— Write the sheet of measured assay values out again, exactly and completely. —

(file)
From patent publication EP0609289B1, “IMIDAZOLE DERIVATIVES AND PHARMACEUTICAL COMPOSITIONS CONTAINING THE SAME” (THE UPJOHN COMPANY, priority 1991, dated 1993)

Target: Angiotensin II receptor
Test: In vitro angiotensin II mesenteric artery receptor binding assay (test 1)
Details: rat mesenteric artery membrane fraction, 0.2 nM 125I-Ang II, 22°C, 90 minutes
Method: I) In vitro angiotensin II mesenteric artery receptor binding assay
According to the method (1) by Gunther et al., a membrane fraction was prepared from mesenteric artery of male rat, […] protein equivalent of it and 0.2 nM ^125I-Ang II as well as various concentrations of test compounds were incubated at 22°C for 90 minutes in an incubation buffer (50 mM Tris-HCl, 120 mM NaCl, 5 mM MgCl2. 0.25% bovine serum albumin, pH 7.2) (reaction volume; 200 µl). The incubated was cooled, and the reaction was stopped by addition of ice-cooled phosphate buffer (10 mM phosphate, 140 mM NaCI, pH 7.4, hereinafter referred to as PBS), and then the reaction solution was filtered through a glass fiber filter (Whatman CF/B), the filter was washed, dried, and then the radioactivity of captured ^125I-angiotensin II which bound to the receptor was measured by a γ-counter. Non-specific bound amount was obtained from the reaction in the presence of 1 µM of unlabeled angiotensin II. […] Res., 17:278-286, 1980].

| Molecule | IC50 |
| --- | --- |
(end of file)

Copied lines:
From patent publication EP0609289B1, “IMIDAZOLE DERIVATIVES AND PHARMACEUTICAL COMPOSITIONS CONTAINING THE SAME” (THE UPJOHN COMPANY, priority 1991, dated 1993)

Target: Angiotensin II receptor
Test: In vitro angiotensin II mesenteric artery receptor binding assay (test 1)
Details: rat mesenteric artery membrane fraction, 0.2 nM 125I-Ang II, 22°C, 90 minutes
Method: I) In vitro angiotensin II mesenteric artery receptor binding assay
According to the method (1) by Gunther et al., a membrane fraction was prepared from mesenteric artery of male rat, […] protein equivalent of it and 0.2 nM ^125I-Ang II as well as various concentrations of test compounds were incubated at 22°C for 90 minutes in an incubation buffer (50 mM Tris-HCl, 120 mM NaCl, 5 mM MgCl2. 0.25% bovine serum albumin, pH 7.2) (reaction volume; 200 µl). The incubated was cooled, and the reaction was stopped by addition of ice-cooled phosphate buffer (10 mM phosphate, 140 mM NaCI, pH 7.4, hereinafter referred to as PBS), and then the reaction solution was filtered through a glass fiber filter (Whatman CF/B), the filter was washed, dried, and then the radioactivity of captured ^125I-angiotensin II which bound to the receptor was measured by a γ-counter. Non-specific bound amount was obtained from the reaction in the presence of 1 µM of unlabeled angiotensin II. […] Res., 17:278-286, 1980].

| Molecule | IC50 |
| --- | --- |